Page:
“Which hath been hid,” saith he, “in God.”
This “dispensation,” however, he more clearly unfolds in the Epistle to the Romans. “In God,” he continues, “who created all things by Jesus Christ.” 251 And he does well to say “by Jesus Christ;” forasmuch as He who created all things by Him, revealeth also this by Him; for He hath made nothing without Him; for “without Him,” it is said, “was not any thing made.” (John i. 30.)
In speaking of “principalities” and “powers,” he speaks both of those above and those beneath.
“According to the eternal purpose.” It hath been now, he means, brought to pass, but not now decreed, it had been planned beforehand from the very first. “According to the eternal purpose which He purposed 252 in Christ Jesus our Lord.” That is, according to the eternal foreknowledge; foreknowing the things to come, i.e., he means the ages to come; for He knew what was to be, and thus decreed it. According to the purpose of the ages, of those, perhaps, which He hath made by Christ Jesus, p. 81 because it was by Christ that every thing was made.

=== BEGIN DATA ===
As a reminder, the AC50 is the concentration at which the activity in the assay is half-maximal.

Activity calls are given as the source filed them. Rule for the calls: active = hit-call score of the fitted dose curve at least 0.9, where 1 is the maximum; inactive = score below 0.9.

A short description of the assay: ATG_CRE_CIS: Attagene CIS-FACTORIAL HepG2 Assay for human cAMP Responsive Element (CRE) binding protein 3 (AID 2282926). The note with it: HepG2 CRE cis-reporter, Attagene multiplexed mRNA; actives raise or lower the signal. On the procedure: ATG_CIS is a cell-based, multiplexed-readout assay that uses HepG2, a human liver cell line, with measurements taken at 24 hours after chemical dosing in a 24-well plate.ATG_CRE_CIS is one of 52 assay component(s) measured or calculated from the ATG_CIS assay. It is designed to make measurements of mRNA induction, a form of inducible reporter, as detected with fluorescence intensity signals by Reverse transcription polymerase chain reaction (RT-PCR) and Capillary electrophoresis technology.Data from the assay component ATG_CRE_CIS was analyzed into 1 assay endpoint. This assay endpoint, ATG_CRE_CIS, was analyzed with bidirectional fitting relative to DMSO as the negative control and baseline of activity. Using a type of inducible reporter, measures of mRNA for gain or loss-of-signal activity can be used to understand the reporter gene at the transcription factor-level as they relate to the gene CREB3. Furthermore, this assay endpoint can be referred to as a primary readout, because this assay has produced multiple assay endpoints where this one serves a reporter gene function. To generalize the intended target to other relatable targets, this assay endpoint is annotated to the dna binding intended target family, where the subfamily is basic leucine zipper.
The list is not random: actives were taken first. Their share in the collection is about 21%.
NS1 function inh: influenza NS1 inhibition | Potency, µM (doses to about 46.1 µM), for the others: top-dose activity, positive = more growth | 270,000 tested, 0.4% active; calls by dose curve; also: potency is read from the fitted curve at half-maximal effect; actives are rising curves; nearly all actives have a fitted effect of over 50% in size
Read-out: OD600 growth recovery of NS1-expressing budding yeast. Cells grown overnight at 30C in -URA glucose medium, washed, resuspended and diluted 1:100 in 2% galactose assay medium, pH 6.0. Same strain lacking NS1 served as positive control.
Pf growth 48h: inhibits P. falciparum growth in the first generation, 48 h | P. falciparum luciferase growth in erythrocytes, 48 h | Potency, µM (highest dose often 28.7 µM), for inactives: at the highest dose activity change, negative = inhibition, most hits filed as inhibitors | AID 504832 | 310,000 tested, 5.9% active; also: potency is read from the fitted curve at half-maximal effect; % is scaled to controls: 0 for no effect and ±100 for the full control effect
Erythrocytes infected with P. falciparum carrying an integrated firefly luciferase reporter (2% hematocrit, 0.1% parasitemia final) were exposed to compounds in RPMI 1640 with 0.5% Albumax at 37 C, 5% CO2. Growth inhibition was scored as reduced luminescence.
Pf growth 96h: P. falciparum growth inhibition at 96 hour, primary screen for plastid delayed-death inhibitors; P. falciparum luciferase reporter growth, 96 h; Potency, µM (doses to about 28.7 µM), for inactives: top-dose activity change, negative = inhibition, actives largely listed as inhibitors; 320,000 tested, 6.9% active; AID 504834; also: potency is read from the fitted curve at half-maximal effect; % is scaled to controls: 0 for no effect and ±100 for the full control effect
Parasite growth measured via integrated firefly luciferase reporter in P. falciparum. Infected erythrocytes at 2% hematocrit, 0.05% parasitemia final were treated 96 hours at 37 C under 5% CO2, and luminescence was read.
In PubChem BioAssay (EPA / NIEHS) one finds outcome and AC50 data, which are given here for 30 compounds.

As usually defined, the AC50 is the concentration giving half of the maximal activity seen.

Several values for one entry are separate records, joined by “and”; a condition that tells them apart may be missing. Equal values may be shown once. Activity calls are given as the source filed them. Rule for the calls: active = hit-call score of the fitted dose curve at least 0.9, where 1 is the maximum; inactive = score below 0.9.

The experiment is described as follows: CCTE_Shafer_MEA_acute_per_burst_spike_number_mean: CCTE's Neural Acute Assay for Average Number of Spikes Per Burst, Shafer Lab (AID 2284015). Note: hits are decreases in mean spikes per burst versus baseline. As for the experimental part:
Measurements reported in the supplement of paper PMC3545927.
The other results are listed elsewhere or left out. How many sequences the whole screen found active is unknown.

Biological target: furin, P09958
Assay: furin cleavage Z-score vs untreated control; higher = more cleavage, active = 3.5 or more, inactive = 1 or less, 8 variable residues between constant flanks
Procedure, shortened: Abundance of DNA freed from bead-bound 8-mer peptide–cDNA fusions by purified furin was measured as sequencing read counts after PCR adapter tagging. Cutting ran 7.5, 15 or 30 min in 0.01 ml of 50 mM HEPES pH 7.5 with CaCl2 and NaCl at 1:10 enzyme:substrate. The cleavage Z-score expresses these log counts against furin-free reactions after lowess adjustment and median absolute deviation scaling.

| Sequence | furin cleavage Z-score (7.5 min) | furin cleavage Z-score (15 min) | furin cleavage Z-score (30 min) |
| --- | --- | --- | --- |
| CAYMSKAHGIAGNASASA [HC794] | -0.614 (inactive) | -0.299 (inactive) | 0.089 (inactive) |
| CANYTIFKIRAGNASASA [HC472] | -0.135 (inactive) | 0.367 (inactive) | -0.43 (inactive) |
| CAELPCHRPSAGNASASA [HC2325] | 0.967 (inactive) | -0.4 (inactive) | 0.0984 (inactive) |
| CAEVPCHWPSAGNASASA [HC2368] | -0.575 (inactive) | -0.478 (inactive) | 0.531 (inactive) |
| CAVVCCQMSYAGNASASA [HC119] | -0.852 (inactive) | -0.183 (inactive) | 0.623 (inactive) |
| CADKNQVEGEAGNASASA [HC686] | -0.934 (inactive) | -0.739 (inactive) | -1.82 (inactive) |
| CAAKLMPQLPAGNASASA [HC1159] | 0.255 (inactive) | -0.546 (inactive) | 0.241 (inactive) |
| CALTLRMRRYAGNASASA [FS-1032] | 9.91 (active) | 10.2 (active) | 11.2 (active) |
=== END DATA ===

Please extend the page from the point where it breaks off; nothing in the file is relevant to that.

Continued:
Eph. 3.12. “In whom we have,” saith he, “boldness, and access in confidence through our faith in him.”
“Have access,” not as prisoners, he says, nor yet, as persons candidates for pardon, nor as sinners; for, saith he, we have even “boldness with confidence,” that is, accompanied with cheerful trust; arising from what source? “through our faith in Him.”
Eph. 3.13. “Wherefore 253 I ask that ye faint not at my tribulations for you, which are your glory.”